The Bullitt County History Museum


The following article by David Strange was originally published on 24 Jul 2016.

So, I ask you. What does "GED" stand for?

I was surprised recently when I was given several different answers, even from official sources. Education web sites that I checked never clearly said. They just used "GED."

But most everyone knows what it is. Whether called "General Education Diploma," "General Equivalency Diploma," "General Education Degree," or "General Education Development" (according to Wikipedia, what the initials originally stood for), GED programs offer a way for those who, for whatever reason, did not graduate high school to earn a certificate of graduation.

Wavy Mayes, age 15

Wavy Mayes, Master Mason

Wavy Mayes, Today

GED programs generally develop and measure proficiency is science, mathematics, social studies, reading, and writing. A series of exams is used to help participants proceed through the process.

Longtime Bullitt County resident, Wavy Mayes, is a much respected and beloved member of the county.

He is also remembered as the first graduate of the Bullitt County GED program back in 1965.

Wavy was born in 1933 to a poor family in a poor coal-mining community in Muhlenberg County in western Kentucky. His father was a coal miner who suffered from black lung disease (a disease of the lungs that is caused by inhaling coal dust). It was a hard life for a young boy and siblings to grow up in, not to mention the struggles of the parents themselves.

Wavy didn't get to finish high school when he was a boy. Despite various family difficulties and needs, Wavy managed to complete the ninth grade in 1949 at Hughes Kirk High School by selling his only possession, his shotgun, for $15 to buy his school books. But when tenth grade came along, he had nothing else to sell, so he had to drop out of school. He would have graduated in 1952.

So at 16 years old, along with working a few odd jobs, Wavy took a job on an ice delivery truck for a dollar a day. At 17, he moved to Chicago in search of work, where he managed to get on at a machine shop, learning that trade. After five years there, Wavy came back to Kentucky, settling in Bullitt County with a family of his own, and getting a job in Louisville's new General Electric Appliance Park. When Wavy was laid off from GE in 1961 (a too-common occurrence in those days), friends helped him get a job with Republic Welding (later, Republic Diesel). Wavy worked there for 35 years, serving in outside sales for the last 24 years of that time until he retired. "It was a good job," he said.

But back to the GED. Wavy had become very active in the fraternal order of Masons in Shepherdsville. As he progressed in leadership positions in that organization, he became more aware of his need for more education. Seeing that he would likely become "Master" (similar to president or chairman) of the lodge, he set a goal to obtain his GED before taking on that responsibility.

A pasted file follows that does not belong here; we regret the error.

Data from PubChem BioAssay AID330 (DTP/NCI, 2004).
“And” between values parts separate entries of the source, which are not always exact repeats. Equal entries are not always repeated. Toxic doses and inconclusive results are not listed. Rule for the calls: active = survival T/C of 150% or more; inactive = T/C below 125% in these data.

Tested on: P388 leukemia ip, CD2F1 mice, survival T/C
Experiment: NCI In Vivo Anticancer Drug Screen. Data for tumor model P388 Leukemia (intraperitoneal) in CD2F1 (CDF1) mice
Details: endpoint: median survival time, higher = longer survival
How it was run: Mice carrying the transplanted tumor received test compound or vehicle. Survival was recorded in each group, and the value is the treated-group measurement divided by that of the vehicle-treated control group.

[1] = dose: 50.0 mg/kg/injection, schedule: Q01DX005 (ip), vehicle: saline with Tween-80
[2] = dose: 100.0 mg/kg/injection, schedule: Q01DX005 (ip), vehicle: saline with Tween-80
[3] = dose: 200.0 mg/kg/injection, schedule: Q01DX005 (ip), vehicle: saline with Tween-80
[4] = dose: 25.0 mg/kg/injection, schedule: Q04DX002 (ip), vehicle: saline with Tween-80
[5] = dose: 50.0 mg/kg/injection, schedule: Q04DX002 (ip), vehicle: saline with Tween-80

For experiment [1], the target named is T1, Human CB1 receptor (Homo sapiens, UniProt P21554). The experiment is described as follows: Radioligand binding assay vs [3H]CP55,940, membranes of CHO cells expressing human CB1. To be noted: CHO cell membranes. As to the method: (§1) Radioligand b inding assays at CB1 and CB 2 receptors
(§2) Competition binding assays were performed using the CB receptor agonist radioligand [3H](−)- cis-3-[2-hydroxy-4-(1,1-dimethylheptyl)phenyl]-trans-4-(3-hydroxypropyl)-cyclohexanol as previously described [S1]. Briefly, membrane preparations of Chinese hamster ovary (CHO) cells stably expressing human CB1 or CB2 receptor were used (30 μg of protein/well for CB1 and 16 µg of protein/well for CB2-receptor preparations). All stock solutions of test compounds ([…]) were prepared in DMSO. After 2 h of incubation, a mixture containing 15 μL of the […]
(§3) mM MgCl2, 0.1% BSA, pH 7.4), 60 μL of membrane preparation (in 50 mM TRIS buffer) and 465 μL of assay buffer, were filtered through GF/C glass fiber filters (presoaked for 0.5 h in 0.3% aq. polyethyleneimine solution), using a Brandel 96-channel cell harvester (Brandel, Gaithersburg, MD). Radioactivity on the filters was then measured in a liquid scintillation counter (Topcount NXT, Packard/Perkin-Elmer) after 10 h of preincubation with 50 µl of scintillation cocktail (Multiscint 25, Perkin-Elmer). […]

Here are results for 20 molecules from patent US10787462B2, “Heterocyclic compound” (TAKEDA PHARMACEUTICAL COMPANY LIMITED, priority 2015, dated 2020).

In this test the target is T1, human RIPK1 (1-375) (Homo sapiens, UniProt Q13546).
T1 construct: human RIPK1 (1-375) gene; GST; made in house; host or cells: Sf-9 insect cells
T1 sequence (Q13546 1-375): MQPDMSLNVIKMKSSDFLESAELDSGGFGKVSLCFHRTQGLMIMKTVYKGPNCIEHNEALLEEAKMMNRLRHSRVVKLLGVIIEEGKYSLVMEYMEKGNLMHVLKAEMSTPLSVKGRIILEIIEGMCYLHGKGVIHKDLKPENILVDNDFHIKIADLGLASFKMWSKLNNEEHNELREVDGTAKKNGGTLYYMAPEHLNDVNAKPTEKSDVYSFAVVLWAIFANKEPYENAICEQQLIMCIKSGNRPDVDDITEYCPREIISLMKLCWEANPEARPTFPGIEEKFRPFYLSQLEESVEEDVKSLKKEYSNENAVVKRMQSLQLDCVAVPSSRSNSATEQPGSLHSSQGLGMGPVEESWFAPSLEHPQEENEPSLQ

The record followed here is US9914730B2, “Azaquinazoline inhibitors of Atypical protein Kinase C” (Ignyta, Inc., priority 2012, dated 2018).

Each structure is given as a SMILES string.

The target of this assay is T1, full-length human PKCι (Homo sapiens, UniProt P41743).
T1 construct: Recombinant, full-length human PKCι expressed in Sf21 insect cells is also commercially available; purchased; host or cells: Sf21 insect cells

So in September of '65, Wavy entered the new Bullitt County GED program, taking an entrance exam to assess his needs compared to what he had learned himself over the years. At that time, it was a 13-week course, roughly September through December. Classes were held at the old Shepherdsville High School. Wavy remembers fellow classmates included "the Sears boys" (maybe all four; Ed, Shelby, Clayton & James), and Nancy Armstrong. There were about 25-30 students in all. As Wavy remembers it, the courses were very tough, but he thinks every student graduated.

The normal next step would have been to wait for the next GED final exam, that was scheduled to be given at the University of Louisville. But you see, Wavy was, and always will be, an avid University of Kentucky fan. Learning that the GED examination would be offered down at Elizabethtown Community College (at that time an extension of U of K), Wavy drove down and took the exam there.

The rest, as they say, is history. Wavy received his GED certificate on February 17, 1966. He became Master of his Masonic Lodge in 1967. He has been a key figure of that lodge ever since.

He says his GED education helped him a lot in that, as well as in his work career and in life.

The Bullitt County GED program has evolved over the years since then. Jim Boswell served in the program in the local public schools for twenty years. Jim and his staff struggled through most of those years with funding and expanding the program, obtaining grants and working with as many as 28 other counties. In the period from 1991 to 2007, the program graduated 2,014 who would have not otherwise had a high school diploma.

Shortly after Jim Boswell retired in 2010, the GED program was transferred to the local college adult education system. More information about the current GED program in Bullitt County can be found on Facebook at "Bullitt County Adult Education" or by calling the Adult Education Center at 502-213-7979.

Whatever "GED" stands for, we all know that it stands for improvement.

Copyright 2016 by David Strange, Shepherdsville KY. All rights are reserved. No part of the content of this page may be included in any format in any place without the written permission of the copyright holder.

The Bullitt County History Museum, a service of the Bullitt County Genealogical Society, is located in the county courthouse at 300 South Buckman Street (Highway 61) in Shepherdsville, Kentucky. The museum, along with its research room, is open 8 a.m. to 4 p.m. Monday, Tuesday, Wednesday and Friday; and from 8 a.m. to 6 p.m. on Thursday. Admission is free. The museum, as part of the Bullitt County Genealogical Society, is a 501(c)3 tax exempt organization and is classified as a 509(a)2 public charity. Contributions and bequests are deductible under section 2055, 2106, or 2522 of the Internal Revenue Code. Page last modified: 08 Sep 2018 . Page URL: